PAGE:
Akam Shex Hadi

Akam was born in 1985 in Sulaymaniyah, Iraq. Lives and works in Sulaymaniyah, Iraq.

In this series, specially commissioned for the 5th Çanakkale Biennial in partnership with the Ruya
Foundation, a set of anonymous men, women and children from the city of Sulaymaniyah stand in
unnamed territory surrounded by circles of barbed wire. Each solitary figure looks up towards the photographer, as if in prayer or making a wish to the heavens. Outside of the circles, placed on the ground, are paper kites of different colours and sizes, hand-made by children in Sulaymaniyah. Despite representing dreams and desires, the kites are entangled together and tied to the barbed wire. The wire represents national borders and territories that we are attached to and that exist within us always. Always covered in barbs, the wire also persistently limits the figures.
According to the artist, migration can deprive us of some of our dreams, but it can also creates new ones, whether someone is within his/her own borders or beyond them. The world of social media often portrays today’s refugee crisis as though it were a singular occurrence. Yet life has always provided the need for migration, despite the attachment we often feel to our homeland. The word ‘exile’ once meant being forced to stay in one place, with no freedom to leave. Today, it is our own homelands that can become a prison, as many people living in conflict zones worldwide will testify. In ‘Migration’ Akam Shex Hadi responds to the contradictions and multi-facetedness of migration, drawing on his own first hand experience of internal displacement and mass migration in Iraq.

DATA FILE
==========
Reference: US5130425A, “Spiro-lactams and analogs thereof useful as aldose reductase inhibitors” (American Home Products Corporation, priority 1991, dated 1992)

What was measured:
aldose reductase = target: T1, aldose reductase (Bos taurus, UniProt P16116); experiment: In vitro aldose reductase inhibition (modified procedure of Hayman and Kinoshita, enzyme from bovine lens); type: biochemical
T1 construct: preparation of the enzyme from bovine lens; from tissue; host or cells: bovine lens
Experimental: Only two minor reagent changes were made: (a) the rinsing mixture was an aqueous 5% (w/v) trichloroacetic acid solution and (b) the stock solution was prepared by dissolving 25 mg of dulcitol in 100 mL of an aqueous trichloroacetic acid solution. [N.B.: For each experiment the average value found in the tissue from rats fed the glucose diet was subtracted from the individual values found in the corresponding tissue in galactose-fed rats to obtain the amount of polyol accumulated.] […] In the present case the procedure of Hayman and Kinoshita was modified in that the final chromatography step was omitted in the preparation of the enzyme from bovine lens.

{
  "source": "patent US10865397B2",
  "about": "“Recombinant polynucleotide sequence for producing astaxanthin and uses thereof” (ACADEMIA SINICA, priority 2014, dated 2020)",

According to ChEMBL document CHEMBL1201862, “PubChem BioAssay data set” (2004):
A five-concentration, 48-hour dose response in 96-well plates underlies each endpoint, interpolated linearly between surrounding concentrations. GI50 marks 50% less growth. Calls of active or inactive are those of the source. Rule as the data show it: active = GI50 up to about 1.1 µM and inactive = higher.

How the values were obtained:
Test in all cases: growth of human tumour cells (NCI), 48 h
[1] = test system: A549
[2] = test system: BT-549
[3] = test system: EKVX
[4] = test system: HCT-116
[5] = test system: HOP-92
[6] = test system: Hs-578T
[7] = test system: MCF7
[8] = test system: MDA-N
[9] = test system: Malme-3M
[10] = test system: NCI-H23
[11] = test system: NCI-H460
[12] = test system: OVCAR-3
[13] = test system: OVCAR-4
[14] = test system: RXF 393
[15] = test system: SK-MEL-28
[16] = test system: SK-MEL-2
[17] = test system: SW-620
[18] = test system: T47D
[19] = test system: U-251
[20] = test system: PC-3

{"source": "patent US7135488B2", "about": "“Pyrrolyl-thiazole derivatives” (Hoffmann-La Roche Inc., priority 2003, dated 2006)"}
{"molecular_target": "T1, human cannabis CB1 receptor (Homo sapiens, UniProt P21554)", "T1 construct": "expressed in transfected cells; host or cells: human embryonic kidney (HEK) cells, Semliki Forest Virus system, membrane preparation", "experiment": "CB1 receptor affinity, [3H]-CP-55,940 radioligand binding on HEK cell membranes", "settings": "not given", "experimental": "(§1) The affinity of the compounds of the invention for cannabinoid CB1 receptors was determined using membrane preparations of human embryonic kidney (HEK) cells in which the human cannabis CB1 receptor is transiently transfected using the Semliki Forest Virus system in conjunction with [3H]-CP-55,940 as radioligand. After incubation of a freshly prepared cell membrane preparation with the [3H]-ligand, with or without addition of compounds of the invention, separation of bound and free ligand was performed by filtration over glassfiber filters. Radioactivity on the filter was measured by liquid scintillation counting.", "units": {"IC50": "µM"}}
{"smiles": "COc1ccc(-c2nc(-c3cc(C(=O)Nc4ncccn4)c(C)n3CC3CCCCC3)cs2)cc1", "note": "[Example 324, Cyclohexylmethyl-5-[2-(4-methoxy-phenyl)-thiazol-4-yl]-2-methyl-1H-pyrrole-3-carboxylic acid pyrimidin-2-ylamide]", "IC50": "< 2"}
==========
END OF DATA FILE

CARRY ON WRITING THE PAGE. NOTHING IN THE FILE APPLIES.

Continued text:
Kites float in the sky, and embody our desire to free ourselves in flight. Yet their movement is neither spontaneous nor free. Shex Hadi has said, ‘Like the spiritual ties that pull us back home, a kite is always being drawn back to its owner by a string. Once the cord of this kite is cut, we are a mere number among the lost or wandering.’